Pennsylvania state workers go without pay


More than half of Pennsylvania’s state employees—some 44,000 workers—received only two days pay last Friday for a pay period that normally covers two weeks. Many workers did not receive any pay at all, because deductions for healthcare, dental and other benefits were taken out in full.

State workers protesting outside the State office building in downtown Pittsburgh on Tuesday.

This Friday the other 33,000 state workers will receive no money in their paycheck. State employees have been working without pay since July 1 as a result of the inability of Pennsylvania State Legislature and Governor Ed Rendell to reach a budget agreement.

The US Labor Department has launched an investigation to determine if the state is in violation of the Fair Labor Standards Act after receiving calls from more than 1,500 angry state employees. The US Labor Department has stopped taking any more calls and added a message on their hotline that they are investigating the issue. The Fair Labor Standards Act requires that employees be paid in a timely manner for all hours worked.

Last week Governor Rendell stated that under state law he is prevented from paying workers when there is no budget, and that his only other option would be to implement mass furloughs until a budget agreement is reached. On Monday, Rendell backed away from this threat, saying he would seek an interim budget that would allow state employees to be paid this Friday. Rendell has not made any proposal yet on what that would be or how it would work.

Rendell has arrogantly said that state workers should take out personal loans to hold them over during the payless paydays, and that if workers credit rating prevented them from securing a loan it was their own fault. Some credit unions have offered interest free loans. However, these are only for a few months, and if workers are unable to repay them once they start being paid again, the interest rate can jump to as much as 9 percent and more.

In addition to state employees, vendors also have not been paid. Many vendors provide social services such as foster care, care for the elderly and disabled, as well as health care and other services. Many of these facilities have been forced to ask their workers to work without pay, lay off workers and cut back on services.

Pennsylvania finished the 2008-09 fiscal year June 30 with a $1.7 billion deficit. This was made up with service cuts, the elimination of 800 jobs, the use of reserve funds and loans. This year the state is facing a multi-billion dollar deficit with the governor and state lawmakers putting forward different versions of how to pay for it.

Rendell, a Democrat, has proposed a $28.8 billion dollar budget that cuts funds for state supported universities, libraries, museums, public broadcasting and other services, while providing a paltry $481 million increase for kindergarten through 12th grade education. The increase in education spending would mainly be used by local school districts to offset property tax increases. In addition, Rendell is calling for an increase in the state income tax rate from 3.07 to 3.57 percent. Democrats in the state house have proposed a slightly higher $29.1 billion budget.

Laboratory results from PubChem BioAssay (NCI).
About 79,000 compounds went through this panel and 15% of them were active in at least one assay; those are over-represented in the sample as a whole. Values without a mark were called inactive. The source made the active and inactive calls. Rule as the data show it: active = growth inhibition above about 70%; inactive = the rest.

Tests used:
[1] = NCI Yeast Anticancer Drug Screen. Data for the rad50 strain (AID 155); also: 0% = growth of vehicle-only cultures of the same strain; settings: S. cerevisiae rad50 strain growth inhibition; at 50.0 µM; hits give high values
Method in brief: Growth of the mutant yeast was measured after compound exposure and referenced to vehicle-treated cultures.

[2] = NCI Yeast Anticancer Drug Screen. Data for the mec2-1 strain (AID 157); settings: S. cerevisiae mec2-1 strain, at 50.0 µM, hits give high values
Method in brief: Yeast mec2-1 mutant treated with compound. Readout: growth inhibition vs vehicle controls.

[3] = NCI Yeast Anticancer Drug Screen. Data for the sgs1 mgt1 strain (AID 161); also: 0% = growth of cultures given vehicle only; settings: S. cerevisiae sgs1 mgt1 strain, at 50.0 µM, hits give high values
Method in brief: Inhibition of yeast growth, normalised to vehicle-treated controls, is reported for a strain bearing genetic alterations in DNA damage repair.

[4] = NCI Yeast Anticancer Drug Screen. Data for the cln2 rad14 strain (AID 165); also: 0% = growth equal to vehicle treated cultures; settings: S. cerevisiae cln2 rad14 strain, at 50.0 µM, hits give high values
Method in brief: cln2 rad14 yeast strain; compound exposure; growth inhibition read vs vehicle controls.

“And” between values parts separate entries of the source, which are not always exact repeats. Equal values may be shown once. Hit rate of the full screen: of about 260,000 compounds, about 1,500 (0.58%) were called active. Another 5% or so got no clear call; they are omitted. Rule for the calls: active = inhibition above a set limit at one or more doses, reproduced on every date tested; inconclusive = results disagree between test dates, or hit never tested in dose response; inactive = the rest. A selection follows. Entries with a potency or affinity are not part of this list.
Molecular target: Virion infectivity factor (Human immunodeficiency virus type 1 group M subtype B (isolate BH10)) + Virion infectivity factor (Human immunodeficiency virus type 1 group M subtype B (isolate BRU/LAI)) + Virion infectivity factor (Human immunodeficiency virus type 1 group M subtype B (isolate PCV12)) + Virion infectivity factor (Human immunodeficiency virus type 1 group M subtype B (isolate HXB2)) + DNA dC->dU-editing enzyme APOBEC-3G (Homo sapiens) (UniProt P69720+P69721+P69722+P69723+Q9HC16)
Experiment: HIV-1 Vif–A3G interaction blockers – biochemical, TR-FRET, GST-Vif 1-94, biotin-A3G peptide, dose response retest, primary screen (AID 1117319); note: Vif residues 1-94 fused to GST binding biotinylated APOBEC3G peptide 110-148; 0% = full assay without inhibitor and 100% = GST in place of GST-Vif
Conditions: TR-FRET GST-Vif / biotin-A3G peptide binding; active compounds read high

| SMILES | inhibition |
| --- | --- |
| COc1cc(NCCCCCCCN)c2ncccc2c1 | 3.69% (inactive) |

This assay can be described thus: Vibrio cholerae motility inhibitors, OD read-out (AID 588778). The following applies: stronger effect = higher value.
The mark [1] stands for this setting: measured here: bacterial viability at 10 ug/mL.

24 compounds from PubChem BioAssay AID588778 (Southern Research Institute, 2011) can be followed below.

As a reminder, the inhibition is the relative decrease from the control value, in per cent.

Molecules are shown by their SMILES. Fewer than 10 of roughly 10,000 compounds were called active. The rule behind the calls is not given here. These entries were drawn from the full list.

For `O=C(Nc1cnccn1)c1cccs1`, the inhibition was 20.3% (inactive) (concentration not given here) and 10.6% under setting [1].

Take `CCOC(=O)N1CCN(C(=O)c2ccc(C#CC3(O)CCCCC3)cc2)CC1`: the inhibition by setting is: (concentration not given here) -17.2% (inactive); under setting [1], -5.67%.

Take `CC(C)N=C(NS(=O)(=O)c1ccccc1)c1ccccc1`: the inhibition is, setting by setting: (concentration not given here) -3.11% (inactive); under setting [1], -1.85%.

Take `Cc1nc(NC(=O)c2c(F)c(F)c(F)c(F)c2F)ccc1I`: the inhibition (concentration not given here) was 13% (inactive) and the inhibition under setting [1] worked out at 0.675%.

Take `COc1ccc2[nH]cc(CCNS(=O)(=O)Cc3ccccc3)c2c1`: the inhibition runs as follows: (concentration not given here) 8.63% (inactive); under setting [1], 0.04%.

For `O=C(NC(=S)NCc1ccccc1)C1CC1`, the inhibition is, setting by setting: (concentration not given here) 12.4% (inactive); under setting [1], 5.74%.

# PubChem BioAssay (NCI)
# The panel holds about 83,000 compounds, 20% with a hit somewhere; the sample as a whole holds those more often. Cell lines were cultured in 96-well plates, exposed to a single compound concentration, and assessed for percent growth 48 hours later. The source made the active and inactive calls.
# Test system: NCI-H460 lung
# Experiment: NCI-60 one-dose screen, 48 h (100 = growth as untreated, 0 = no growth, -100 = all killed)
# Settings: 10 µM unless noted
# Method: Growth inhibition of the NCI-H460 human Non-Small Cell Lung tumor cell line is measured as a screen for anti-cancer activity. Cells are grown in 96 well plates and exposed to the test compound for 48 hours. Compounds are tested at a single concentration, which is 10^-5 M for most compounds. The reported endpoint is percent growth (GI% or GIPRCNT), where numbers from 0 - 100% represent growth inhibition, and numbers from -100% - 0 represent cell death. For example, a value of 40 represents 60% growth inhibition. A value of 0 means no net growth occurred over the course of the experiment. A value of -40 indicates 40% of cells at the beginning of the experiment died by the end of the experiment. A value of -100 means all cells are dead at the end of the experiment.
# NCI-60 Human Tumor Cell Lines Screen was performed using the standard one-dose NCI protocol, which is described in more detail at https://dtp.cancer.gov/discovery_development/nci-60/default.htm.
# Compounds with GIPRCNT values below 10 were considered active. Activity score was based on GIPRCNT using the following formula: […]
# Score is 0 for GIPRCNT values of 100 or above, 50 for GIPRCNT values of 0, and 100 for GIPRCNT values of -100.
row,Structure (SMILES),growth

Republicans control the State Senate and are opposed to any increase in the state income tax and instead are calling for a $27.1 billion budget, without the additional funding for public education and with even deeper cuts in social services. The Republican budget would cut spending by 3.6 percent and force the layoff of 3,000 state workers. The Democratic plan would lead to a layoff of at least 800 state workers.

While state workers are working without pay, state lawmakers and their aides are still getting paid. Lawmakers, while technically not receiving a salary, are receiving $158-a-day stipends and are able to claim expenses, while their aides are being paid from a fund set up for this purpose.

Both the Democrats and the Republicans blame each other for the budget impasse. Rendell claims his budget is necessary to fund public education, while the Republicans claim that the state government must cut unnecessary spending. The truth is both plans seek to make the working class pay for the budget deficit if in only slightly different manners. Neither party is proposing any increase in taxation on the wealthy or corporate profits. These taxes have steadily been cut during the past two decades. Both parties focus their cuts on social services that millions of Pennsylvanians rely on.

Both budgets are based on much larger projections of revenue than what is likely under the current economic crisis. It is all but assured that within months of a budget being passed, state officials will declare that the crisis was worse than anticipated and even deeper cuts are required.

Neither, the American Federation of State, County and Municipal Employees (AFSCME) or the Service Employees International Union (SEIU), which represent most state workers, have taken a stand against the payless paydays. Both unions are large backers of Rendell and the Democratic Party. In response to the payless paydays they have told their members to wear purple shirts on Fridays and have organized a few lunchtime rallies outside of work places and in the state capital of Harrisburg. But even these have been aimed at supporting Rendell’s version of the budget and to pressure state lawmakers into passing it.